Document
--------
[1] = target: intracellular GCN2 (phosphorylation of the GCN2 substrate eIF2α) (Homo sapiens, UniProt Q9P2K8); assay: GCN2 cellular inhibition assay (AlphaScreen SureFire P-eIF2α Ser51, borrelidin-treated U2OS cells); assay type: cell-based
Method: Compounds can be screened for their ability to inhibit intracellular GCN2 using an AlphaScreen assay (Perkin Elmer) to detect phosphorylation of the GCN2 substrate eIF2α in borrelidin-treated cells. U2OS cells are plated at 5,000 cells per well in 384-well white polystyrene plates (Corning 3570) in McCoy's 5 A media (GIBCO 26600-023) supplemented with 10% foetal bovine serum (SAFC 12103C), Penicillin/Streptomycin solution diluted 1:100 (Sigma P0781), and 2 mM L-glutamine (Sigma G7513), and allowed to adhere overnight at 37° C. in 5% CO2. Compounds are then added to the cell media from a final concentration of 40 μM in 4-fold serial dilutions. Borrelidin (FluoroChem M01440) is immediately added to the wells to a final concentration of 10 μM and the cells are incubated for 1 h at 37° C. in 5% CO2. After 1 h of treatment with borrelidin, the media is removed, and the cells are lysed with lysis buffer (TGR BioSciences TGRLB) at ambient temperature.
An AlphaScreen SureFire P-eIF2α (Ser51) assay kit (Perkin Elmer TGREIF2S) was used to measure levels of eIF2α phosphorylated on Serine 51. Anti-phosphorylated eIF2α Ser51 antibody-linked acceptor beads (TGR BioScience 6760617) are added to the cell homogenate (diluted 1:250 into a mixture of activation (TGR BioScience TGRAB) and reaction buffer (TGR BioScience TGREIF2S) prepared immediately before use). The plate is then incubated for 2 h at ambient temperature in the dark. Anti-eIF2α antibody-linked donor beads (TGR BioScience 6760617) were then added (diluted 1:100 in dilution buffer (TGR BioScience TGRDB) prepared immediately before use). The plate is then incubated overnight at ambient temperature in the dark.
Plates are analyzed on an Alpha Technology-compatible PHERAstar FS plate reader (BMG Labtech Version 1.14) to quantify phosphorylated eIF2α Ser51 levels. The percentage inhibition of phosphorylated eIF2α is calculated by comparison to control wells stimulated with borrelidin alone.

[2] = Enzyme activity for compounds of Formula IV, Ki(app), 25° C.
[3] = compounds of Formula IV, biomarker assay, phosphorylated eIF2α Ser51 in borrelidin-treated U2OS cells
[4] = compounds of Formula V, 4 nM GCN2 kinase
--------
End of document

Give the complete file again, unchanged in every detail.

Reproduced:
[1] = target: intracellular GCN2 (phosphorylation of the GCN2 substrate eIF2α) (Homo sapiens, UniProt Q9P2K8); assay: GCN2 cellular inhibition assay (AlphaScreen SureFire P-eIF2α Ser51, borrelidin-treated U2OS cells); assay type: cell-based
Method: Compounds can be screened for their ability to inhibit intracellular GCN2 using an AlphaScreen assay (Perkin Elmer) to detect phosphorylation of the GCN2 substrate eIF2α in borrelidin-treated cells. U2OS cells are plated at 5,000 cells per well in 384-well white polystyrene plates (Corning 3570) in McCoy's 5 A media (GIBCO 26600-023) supplemented with 10% foetal bovine serum (SAFC 12103C), Penicillin/Streptomycin solution diluted 1:100 (Sigma P0781), and 2 mM L-glutamine (Sigma G7513), and allowed to adhere overnight at 37° C. in 5% CO2. Compounds are then added to the cell media from a final concentration of 40 μM in 4-fold serial dilutions. Borrelidin (FluoroChem M01440) is immediately added to the wells to a final concentration of 10 μM and the cells are incubated for 1 h at 37° C. in 5% CO2. After 1 h of treatment with borrelidin, the media is removed, and the cells are lysed with lysis buffer (TGR BioSciences TGRLB) at ambient temperature.
An AlphaScreen SureFire P-eIF2α (Ser51) assay kit (Perkin Elmer TGREIF2S) was used to measure levels of eIF2α phosphorylated on Serine 51. Anti-phosphorylated eIF2α Ser51 antibody-linked acceptor beads (TGR BioScience 6760617) are added to the cell homogenate (diluted 1:250 into a mixture of activation (TGR BioScience TGRAB) and reaction buffer (TGR BioScience TGREIF2S) prepared immediately before use). The plate is then incubated for 2 h at ambient temperature in the dark. Anti-eIF2α antibody-linked donor beads (TGR BioScience 6760617) were then added (diluted 1:100 in dilution buffer (TGR BioScience TGRDB) prepared immediately before use). The plate is then incubated overnight at ambient temperature in the dark.
Plates are analyzed on an Alpha Technology-compatible PHERAstar FS plate reader (BMG Labtech Version 1.14) to quantify phosphorylated eIF2α Ser51 levels. The percentage inhibition of phosphorylated eIF2α is calculated by comparison to control wells stimulated with borrelidin alone.

[2] = Enzyme activity for compounds of Formula IV, Ki(app), 25° C.
[3] = compounds of Formula IV, biomarker assay, phosphorylated eIF2α Ser51 in borrelidin-treated U2OS cells
[4] = compounds of Formula V, 4 nM GCN2 kinase